Area Guide: regal rentals on The Gorhambury Estate
- Credit: Archant
Fancy living here? The Estate has a wide range of high quality residential and commercial property which is available for rent both on the Estate and within St Michael’s Village.
The Gorhambury Estate is a traditional rural estate located on the edge of St Albans. The Roman, Elizabethan and 18th century history of the area is encapsulated in the Roman Theatre, Old Gorhambury and Gorhambury House. The estate also boasts high quality properties to rent.
Gorhambury House was commissioned by James Grimston, the 3rd Viscount Grimston and constructed in the years 1777-84 by Sir Robert Taylor. The house is Grade II Listed and is built in a neo-Palladian style. It’s one of the largest houses completed by this architect who is known for his work on The Bank of England and smaller villas surrounding the City of London. The spiral cantilevered staircase and double height hall are features of his work. It was built when Old Gorhambury fell into disrepair (many of the same bricks were used). Further extensions were made to Gorhambury in the 19th century.
House tours are conducted by experienced guides through the main rooms in the neo-Palladian section of the house. The collection is historic and academic comprising Bacon and Grimston family portraits, a gallery of the great, two Piranesi fireplaces and other articles collected over time. Further highlights include 17th century painted glass windows commissioned by Francis Bacon and salvaged from Old Gorhambury.
Viscount and Viscountess Grimston live at Gorhambury with their young family (the Grimston line has been in residence there since its construction)
Tours are conducted on Thursday afternoons from May to September, 2pm to 5pm and no booking is required. The house will be closed on Thursday 19th May 2016 and the gardens are not open to the public.
- 1 Former Harpenden primary school teacher jailed for 138 years
- 2 Elderly woman chased knife-wielding stranger from her bedroom
- 3 Man seen walking 'naked from waist down' in Harpenden
- 4 Armed police seize machete from Sandpit Lane in St Albans
- 5 Hertfordshire teen bullying victim given royal honour
- 6 Platinum Jubilee: Hertfordshire's royal visits in pictures
- 7 Rapist jailed for 15 years after kidnapping teen in Hemel Hempstead
- 8 St Albans Pub Pride: Why we need to tackle monkeypox prejudice
- 9 Police probe into death of man in 20s at 'Kinky Towers' in Hertfordshire
- 10 St Albans skatepark inviting newcomers to join community
Old Gorhambury House
The house was built by Sir Nicholas Bacon (1510-1579), who at that time was Lord Keeper of the Great Seal during the reign of Queen Elizabeth I. Rumour has it that when the Queen visited Gorhambury in 1572 she remarked “My Lord, what a little house you have gotten” to which Bacon replied “Madam, my house is well, but you have made me too great for my house!” This comment struck a nerve and Bacon built a galleried extension in time for her second visit to Gorhambury in 1577.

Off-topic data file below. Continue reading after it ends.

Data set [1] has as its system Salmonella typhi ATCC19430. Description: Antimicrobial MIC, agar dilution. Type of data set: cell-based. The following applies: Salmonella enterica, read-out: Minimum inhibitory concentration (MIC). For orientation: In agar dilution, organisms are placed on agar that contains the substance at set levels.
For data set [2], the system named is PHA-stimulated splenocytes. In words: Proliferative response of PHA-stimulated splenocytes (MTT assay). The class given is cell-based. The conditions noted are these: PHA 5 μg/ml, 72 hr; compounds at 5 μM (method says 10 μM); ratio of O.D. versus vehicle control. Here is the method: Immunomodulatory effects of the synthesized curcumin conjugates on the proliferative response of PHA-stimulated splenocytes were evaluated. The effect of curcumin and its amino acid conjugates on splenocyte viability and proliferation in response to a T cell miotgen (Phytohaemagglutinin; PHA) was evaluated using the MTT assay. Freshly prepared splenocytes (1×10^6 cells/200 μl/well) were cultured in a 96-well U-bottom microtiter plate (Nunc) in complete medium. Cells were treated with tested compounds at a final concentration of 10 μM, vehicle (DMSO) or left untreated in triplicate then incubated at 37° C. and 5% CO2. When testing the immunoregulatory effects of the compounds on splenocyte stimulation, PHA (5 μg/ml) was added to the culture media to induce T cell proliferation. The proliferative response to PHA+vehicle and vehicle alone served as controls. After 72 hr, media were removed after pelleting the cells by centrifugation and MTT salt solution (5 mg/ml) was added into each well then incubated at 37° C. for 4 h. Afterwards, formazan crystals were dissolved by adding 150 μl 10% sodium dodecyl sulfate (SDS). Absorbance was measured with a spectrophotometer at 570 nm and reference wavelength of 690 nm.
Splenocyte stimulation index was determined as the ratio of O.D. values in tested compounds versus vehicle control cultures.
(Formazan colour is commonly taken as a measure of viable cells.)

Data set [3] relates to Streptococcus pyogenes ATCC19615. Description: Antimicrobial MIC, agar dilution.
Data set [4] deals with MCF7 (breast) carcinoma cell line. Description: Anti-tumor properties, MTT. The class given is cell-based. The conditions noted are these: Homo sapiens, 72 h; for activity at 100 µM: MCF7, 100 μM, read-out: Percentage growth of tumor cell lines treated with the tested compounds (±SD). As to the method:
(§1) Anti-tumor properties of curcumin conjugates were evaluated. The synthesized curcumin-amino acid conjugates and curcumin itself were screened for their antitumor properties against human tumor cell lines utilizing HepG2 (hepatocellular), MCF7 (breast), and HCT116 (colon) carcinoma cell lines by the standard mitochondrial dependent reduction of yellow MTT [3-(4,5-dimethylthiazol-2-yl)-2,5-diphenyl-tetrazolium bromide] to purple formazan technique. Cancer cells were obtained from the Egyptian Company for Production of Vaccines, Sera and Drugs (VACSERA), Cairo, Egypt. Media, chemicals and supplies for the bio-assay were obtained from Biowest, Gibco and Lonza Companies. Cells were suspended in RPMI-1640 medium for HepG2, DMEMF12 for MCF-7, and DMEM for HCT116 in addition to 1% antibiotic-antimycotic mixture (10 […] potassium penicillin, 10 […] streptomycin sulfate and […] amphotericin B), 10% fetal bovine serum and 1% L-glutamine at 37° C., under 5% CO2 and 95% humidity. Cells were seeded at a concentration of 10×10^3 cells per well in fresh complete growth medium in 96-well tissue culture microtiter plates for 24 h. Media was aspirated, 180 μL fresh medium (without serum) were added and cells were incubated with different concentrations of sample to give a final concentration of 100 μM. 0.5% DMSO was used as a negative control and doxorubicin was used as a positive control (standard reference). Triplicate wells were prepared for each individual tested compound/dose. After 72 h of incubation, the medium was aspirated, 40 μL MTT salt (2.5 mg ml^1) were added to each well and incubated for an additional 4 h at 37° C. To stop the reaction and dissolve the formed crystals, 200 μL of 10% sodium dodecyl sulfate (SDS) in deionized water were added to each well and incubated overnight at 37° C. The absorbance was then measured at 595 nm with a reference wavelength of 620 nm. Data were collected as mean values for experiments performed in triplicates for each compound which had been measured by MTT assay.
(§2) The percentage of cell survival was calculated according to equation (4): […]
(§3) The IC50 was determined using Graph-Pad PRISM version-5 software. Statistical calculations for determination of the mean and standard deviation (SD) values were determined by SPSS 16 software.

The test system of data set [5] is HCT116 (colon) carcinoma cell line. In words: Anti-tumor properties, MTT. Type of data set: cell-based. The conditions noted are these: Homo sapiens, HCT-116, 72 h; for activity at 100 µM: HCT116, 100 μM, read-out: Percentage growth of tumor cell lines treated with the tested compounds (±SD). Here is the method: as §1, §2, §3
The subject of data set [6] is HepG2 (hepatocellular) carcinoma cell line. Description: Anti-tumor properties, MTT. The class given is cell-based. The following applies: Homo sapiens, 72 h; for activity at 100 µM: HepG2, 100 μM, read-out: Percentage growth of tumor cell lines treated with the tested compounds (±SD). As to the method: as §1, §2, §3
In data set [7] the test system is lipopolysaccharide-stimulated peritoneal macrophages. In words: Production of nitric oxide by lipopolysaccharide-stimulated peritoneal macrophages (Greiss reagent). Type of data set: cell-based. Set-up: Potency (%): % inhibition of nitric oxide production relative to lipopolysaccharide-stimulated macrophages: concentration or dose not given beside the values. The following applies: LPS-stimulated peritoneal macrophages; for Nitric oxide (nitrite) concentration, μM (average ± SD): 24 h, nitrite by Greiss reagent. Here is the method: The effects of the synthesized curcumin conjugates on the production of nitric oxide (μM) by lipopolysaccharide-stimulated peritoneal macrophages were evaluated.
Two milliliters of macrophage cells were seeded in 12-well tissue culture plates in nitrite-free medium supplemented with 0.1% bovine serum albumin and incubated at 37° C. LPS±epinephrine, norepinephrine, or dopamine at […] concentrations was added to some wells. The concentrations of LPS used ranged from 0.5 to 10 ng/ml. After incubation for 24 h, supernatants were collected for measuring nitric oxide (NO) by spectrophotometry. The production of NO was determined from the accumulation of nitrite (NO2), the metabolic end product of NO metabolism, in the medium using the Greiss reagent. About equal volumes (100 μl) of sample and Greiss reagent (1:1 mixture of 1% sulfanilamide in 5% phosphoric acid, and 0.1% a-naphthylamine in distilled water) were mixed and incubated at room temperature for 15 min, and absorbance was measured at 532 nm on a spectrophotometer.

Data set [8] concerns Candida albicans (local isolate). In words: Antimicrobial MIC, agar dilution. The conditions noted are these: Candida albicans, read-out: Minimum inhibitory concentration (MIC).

The house passed to Sir Nicholas’s son Francis (1561-1626), who was a philosopher and statesman, serving as Lord Chancellor to King James I. The property was replaced by Gorhambury House in 1784 as Old Gorhambury had fallen into disrepair.
Old Gorhambury can be accessed daily on foot or on bicycle from 8am to 6pm, providing that the permissive path Gorhambury Drive is open to the public. As a ruin, it is quite beautiful.
The Roman Theatre of Verulamium
Gorhambury is actually the location for this famous St Albans landmark. The Roman Theatre of Verulamium is unique - built in about 140AD it is the only example of its kind in Britain, being a theatre with a stage rather than an amphitheatre. Initially, the arena would have been used for anything from religious processions and dancing, to wrestling, armed combat and wild beast shows. From about 180AD the stage came into greater use and the auditorium was extended. By about 300AD, after some re-development work, the Theatre could seat 2,000 spectators.
The ruins there today were unearthed in 1847 and 1935. Subsequent excavations in 1957 and 1961 revealed a row of shop foundations, a Roman villa and a secret shrine, all thought to date from the 1st century.
The theatre was refurbished in 2014 and is available to book for cultural entertainment.
The main driveway to the estate leads from Bluehouse Hill, Beech Tree Lane and Redbourn Road. Normally open 8am-6pm (but may be closed at the owners’ discretion at any time) it is surrounded by wildlife, farm animals and growing crops and is tremendously scenic. It leads visitors to the houses on the estate.
Fancy living here? The Estate has a wide range of high quality residential and commercial property which is available for rent both on the Estate and within St Michael’s Village (see our area guide archive online for more on St Michael’s).
The proximity of the Estate to the historic city of St Albans and its transport links has made it a highly sought after place to live and to work. The Estate is approximately 3 miles to the mainline station and offers superb communications with the M1, A1(M) and M25. It benefits from close proximity to prestigious schools including St Michael’s School, Prae Wood Primary, St Albans Boys, St Albans High School for Girls and St Columba’s College.
Properties to let include the charming Stud Cottage, situated at the heart of the Estate, overlooking stunning parkland; Praewood Farmhouse, a rarely available five bedroom Victorian farmhouse on the edge of Gorhambury; Garage Cottage, a three bedroom Grade II cottage situated in the stable yard; and St Michael’s Lodge, the lodge at the entrance to the land. Strutt & Parker deal with the associated lettings (01727 840285).
The estate has an excellent and informative website dedicated to it, which can be visited at gorhamburyestate.co.uk